This week, the Senate is holding a vote to open debate on the Freedom to Vote Act, Senator Joe Manchin’s attempt to gain bipartisan support for basic voting protections. The act is designed to remedy the Supreme Court’s failure to address a partisan gerrymandering crisis, limit state legislators’ use of restrictive election laws to insulate them from accountability, and protect the country from another state legislative–based coup attempt in 2024. Can our democratic institutions be protected against future attacks?

In early 2016, our research team published Gerrymandering in America, an account of the extreme partisan gerrymandering that occurred in the 2011 redistricting cycle for the House of Representatives. Despite assertions that there is no objective standard by which gerrymandering can be judged, we showed how the scientific principle of symmetry provides a judiciable standard to identify and remedy vote dilution claims. Our analysis also showed that allowing state legislatures to effectively determine the composition of the House precipitated this constitutional crisis.

This year, we released Gerrymandering the States: Partisanship, Race, and the Transformation of American Federalism, a book in which we demonstrate how state legislatures have gerrymandered themselves into bulwarks of biased representation. Specifically, although both major parties are guilty of partisan gerrymandering when they control districting, in the states where the Republican Party controls the districting process, gerrymandering is more extreme. In particular, conditions of racial segregation facilitate “packing” urban Democratic voters into less competitive legislative districts.

Extreme bias in state legislatures, which protects incumbent legislators from shifts in partisan support, has had disastrous policy consequences. In addition to the passage of more regressive election laws, biased state legislatures were less likely to implement national health care protections, had a measurably worse response to the COVID-19 pandemic, and have worse public health outcomes than less biased legislatures. These disparities in policy outcomes fall especially hard on historically distressed communities, both rural and urban.

We also show that two remedies are particularly promising in combating partisan gerrymandering and its consequences. First, independent redistricting commissions (as opposed to those drawn by politicians) produced less biased maps in the 2011 redistricting cycle. We show that prohibiting legislators from choosing their own voters predictably results in less biased districting plans. Unfortunately, in the current redistricting cycle, we already see that partisans are subverting the districting process where they have the capacity and incentive to do so: in Ohio, Republicans on a bipartisan commission took a party line vote to implement their preferred maps on a temporary basis; in Virginia, a bipartisan commission that required consensus also fell apart when Republicans refused to consider Democratic compromises, and the Democrats walked out.

Second, in 10 state legislatures that use multiseat district electoral systems, where two or more candidates are elected from districts, we find that partisan mapmakers drew less biased maps in 2011, compared to those working with single-seat districts. This is ironic, as one of the reasons for adopting single-member districts after the 1965 Voting Rights Act was to prevent Southern Democrats from using one particularly flawed, winner-take-all form of multimember elections to dilute the influence of minority votes. Now, however, it is single-member districts that are being used to discriminate against voters of color through partisan vote dilution. Our research suggests that reasonable forms of multimember districting could be a solution to this.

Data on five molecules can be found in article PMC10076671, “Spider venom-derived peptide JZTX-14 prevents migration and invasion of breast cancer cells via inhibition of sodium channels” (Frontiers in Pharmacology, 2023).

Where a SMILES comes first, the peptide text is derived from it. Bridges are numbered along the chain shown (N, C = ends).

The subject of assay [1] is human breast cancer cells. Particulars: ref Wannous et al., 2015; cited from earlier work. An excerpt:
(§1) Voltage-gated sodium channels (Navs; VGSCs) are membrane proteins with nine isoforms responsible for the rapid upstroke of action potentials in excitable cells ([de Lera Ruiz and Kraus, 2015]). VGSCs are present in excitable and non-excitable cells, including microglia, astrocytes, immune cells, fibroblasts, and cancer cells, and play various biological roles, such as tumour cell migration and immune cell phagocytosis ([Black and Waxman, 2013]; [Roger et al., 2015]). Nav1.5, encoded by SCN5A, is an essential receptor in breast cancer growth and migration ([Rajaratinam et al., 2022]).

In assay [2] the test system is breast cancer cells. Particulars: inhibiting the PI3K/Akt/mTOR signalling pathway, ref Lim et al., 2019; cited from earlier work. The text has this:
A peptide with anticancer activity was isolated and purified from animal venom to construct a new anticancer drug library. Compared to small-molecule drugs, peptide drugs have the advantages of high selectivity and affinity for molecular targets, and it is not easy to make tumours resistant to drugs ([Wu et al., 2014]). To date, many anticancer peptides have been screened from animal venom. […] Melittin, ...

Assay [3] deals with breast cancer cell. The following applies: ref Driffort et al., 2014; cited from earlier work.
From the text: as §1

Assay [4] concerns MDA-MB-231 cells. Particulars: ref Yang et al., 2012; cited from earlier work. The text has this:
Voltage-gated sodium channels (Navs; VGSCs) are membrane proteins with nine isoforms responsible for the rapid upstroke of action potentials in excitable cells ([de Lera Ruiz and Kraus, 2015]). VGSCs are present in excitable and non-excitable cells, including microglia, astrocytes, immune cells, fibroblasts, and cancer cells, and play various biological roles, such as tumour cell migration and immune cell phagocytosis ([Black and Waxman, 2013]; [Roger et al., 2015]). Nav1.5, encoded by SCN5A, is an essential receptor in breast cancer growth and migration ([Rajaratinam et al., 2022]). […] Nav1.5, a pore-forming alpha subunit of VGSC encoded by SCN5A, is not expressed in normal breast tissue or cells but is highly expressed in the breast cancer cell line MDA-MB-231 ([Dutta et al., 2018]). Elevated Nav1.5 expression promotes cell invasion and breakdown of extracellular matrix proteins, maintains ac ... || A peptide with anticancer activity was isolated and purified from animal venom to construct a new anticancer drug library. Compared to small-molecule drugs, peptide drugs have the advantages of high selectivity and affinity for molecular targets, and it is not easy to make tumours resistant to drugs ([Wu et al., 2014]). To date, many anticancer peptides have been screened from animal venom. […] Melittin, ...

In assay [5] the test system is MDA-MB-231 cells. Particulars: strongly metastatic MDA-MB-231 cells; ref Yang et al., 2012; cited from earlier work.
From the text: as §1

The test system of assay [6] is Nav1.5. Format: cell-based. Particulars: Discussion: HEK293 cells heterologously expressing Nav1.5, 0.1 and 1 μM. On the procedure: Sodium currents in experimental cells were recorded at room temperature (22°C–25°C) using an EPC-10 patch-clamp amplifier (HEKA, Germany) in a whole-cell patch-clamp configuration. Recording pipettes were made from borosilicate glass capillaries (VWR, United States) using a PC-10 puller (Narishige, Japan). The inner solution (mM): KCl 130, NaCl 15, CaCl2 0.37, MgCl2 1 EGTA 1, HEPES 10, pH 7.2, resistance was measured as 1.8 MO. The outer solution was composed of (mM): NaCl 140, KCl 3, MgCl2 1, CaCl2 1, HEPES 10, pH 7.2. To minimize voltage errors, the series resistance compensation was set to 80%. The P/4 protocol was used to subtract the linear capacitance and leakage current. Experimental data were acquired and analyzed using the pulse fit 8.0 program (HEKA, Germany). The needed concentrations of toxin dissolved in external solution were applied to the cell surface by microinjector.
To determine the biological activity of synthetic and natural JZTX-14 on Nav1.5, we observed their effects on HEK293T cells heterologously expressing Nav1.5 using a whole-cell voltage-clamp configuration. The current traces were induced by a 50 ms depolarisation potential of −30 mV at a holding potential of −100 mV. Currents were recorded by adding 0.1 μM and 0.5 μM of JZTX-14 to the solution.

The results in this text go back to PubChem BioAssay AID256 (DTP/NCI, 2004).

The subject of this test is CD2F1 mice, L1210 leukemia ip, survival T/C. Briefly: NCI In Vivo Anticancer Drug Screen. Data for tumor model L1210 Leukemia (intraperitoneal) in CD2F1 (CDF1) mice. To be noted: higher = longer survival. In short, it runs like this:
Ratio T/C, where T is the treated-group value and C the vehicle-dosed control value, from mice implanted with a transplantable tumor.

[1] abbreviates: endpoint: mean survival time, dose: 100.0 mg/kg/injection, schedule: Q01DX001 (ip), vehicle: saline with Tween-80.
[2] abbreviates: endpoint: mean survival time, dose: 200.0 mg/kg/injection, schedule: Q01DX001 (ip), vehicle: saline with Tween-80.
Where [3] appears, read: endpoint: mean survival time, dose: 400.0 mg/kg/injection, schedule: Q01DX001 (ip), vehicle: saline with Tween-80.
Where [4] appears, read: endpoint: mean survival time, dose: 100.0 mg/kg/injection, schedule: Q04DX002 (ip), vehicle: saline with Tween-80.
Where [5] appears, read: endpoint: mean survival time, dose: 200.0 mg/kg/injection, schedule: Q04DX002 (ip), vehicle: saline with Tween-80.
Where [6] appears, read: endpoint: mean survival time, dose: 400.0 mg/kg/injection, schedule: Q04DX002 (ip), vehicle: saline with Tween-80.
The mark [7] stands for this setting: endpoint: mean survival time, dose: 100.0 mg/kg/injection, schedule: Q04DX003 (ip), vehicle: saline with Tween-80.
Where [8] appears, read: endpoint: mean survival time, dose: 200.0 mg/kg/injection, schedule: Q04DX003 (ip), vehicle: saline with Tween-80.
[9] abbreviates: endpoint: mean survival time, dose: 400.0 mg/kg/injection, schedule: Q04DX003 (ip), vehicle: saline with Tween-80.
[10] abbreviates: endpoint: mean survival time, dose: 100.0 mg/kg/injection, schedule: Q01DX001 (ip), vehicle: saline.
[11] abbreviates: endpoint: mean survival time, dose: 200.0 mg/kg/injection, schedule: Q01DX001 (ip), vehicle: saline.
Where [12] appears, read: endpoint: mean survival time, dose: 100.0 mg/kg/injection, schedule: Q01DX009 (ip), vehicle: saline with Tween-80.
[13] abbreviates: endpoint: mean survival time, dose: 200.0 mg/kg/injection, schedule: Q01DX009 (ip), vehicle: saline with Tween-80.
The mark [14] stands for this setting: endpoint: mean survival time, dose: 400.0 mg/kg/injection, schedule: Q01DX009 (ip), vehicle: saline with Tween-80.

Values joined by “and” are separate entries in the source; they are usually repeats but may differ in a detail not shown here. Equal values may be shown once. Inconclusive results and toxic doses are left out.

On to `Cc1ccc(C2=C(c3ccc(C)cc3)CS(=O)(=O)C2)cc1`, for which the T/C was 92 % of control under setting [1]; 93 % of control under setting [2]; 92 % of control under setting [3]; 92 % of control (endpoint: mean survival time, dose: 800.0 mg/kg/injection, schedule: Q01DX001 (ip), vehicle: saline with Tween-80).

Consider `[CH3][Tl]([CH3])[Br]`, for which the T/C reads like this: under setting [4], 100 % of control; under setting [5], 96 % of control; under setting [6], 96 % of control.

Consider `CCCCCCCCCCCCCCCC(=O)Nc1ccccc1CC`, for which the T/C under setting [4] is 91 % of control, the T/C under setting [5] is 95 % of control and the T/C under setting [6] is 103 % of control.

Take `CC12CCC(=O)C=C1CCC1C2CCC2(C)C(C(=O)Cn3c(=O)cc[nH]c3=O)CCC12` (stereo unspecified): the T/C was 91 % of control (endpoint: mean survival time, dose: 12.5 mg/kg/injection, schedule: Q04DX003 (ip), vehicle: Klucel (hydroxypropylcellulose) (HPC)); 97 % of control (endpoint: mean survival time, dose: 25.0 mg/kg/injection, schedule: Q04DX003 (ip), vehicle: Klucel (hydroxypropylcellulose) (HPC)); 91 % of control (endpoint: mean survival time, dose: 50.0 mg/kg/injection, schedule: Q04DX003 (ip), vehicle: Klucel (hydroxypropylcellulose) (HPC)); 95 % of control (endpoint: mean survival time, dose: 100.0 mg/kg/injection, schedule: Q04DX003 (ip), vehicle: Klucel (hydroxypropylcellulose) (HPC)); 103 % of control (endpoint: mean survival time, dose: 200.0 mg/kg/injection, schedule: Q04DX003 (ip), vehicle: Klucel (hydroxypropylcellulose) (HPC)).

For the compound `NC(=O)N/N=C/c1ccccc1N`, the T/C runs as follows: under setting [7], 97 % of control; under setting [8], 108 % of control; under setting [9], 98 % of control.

This is a critically important point as democracy reformers consider changes to improve our democracy. We see a great deal of attention being paid to reforming political party primaries, with New York City and other jurisdictions implementing ranked choice voting (RCV) in single-seat elections. Advocates claim that ranking ballots has great restorative capacity, but such claims are not supported by available science. Ranking votes is likely to produce only incremental change, and there is no consensus as to whether single-seat RCV would even be a positive reform.

In our view, any reform efforts that do not squarely address the Supreme Court’s erosion of voting protections for voters of color, and do not address authoritarian efforts to seize power through partisan gerrymandering, are not worth the time and effort it would take to implement them. We do not have time to get this wrong.

Our first priority for strengthening democracy must be to build organizational capacity in the communities being targeted by regressive election laws, and to reach out to the millions of Americans who have been left behind in the data-heavy analytics of modern campaign tactics. We must also reduce the cost of voting in the United States, which contributes to our abysmally low voter turnout. National election standards such as those found in the Freedom to Vote Act, would expand ballot access and protect electoral integrity for voters regardless of which state they live in.

Once we have secured basic voting rights, then we should consider reforms with the collaboration and consent of voters. Several other electoral system reforms, including open list proportional representation, possibly in conjunction with localized nominating districts, would truly open up party competition while weakening state legislative capacity to gerrymander Congress.

Our collective expertise on the study of American politics suggests that the coalition that supports reform is at least as important as the reform itself, and that the revitalization of democracy in America, if it happens, will be a function of those who are included in the effort.